It’s not good enough to follow conventional methods of design. It is essential to invent & evolve new methods & new ideas. ~ Reginald Mitchell
Originally Posted on the Official Green Door DP Blog
This morning my attention was brought to an article that the Guardian ran with last month entitled ‘Kindle Cover Disasters: the world’s worst ebook artwork’ by Stuart Heritage. This was inspired by the anonymous blog ‘Kindle Cover Disaster,’ which asked its followers to send in the worst Kindle covers they come across. This was a bit of a ‘name and shame,’ but there’s a serious point behind this, especially as digital self publishing is now as much a part of the industry as independent film is cinema. So rather than just having a laugh at the author’s expense, let’s use some of the less successful DIY covers out there as a way to create awareness about the importance of cover design.
I have previously written about Mistakes in Cover Design but having read Stuart’s piece, I decided to do a little experiment. I did a random book search on Amazon using a single keyword and then checked out the covers on the first six pages. As I’m a fan of crime thrillers I chose ‘murder’ as my keyword.
There were a few ‘bad’ covers from the first page (my criteria for this judgement appears below), but by the time I got to page six, the odd bad cover turned into a lot of bad covers. I haven’t included examples of all the bad covers on each page, just a representative selection based on common errors and the severity of the design disaster.
Before I explain myself, I’ll let some of these covers speak for themselves.
For more of these bad kindle covers please visit the Official Green Door DP Blog
Goodreads ran a poll asking whether people choose a book based on the cover and description. Just bear in mind the way you shop as you read this. Most people not looking for a specific author or title browse based first on genre, then the appeal of the cover, and if they like that they’ll read the ‘blurb’ (product description or jacket copy) and make the purchasing decision.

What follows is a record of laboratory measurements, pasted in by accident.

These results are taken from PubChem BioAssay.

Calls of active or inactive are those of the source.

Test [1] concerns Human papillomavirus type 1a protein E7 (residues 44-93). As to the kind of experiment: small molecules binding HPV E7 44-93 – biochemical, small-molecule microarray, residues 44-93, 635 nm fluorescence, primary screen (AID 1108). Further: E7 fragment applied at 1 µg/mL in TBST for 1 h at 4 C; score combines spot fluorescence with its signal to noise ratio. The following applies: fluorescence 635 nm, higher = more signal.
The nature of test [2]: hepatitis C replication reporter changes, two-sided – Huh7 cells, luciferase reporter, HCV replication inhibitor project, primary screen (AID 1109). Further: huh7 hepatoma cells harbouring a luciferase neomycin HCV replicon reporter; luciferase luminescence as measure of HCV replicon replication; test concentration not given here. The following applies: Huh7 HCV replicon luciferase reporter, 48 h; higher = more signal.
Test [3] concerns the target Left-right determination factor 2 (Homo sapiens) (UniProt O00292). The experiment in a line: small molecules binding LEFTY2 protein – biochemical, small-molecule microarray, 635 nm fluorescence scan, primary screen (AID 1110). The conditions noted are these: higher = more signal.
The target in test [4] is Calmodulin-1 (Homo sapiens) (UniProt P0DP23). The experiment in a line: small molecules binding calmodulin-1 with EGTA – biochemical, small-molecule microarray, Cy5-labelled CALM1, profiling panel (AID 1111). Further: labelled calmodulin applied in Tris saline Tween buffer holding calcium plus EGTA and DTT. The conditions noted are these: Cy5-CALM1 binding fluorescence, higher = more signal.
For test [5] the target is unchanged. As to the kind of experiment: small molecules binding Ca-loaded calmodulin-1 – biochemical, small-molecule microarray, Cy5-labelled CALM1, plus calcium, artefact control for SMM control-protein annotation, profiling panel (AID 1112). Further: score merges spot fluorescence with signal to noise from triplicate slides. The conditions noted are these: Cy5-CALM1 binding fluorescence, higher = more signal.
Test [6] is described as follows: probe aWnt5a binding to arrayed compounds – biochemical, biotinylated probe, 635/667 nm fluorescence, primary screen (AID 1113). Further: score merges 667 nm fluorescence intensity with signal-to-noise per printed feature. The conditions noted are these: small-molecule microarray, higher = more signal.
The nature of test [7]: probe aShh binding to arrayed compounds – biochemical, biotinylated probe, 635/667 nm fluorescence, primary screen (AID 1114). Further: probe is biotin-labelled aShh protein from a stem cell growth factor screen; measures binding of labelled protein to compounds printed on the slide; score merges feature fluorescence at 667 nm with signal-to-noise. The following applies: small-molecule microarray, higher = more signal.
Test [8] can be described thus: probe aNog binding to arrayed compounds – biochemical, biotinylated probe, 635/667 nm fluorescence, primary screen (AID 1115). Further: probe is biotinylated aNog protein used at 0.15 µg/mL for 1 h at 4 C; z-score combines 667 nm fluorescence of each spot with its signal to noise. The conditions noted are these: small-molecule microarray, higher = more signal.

The results were interesting.
To put that into perspective 277,869 people answered this poll.
130,883 people answered ‘Maybe‘ – So the cover attracted them; they proceeded to read the blurb and then decide whether or not to buy
108,329 people answered ‘Yes‘ – This is exactly the same response as the ‘Maybe’ voters. Voting ‘Maybe’ just means they don’t always base a purchase on the cover and description. You could, therefore, legitimately combine the results, indicating that 85% of people initially judge a book by the cover, based on feedback from 239,212 readers. It is simply that 47% may choose a book for other reasons as well.
33,013 people answered ‘Probably Not‘
5,644 answered ‘Absolutely Not‘
85% of people initially judge a book by the cover
* I know the % doesn’t reach 100% but it is a Goodreads poll, rather than my own. Presumably the missing 2% were replies that failed the Turing Test. But no matter where the other 2% has disappeared to, the fact is that 85% of this massive sample still admit to basically judging a book by its cover.
If the cover doesn’t appeal in the first place, the customer is not going to bother reading the description. It is immediately clear that without a good cover (unless your content is so fantastic that it’s already gone viral), that your target audience is only 15% of your potential market.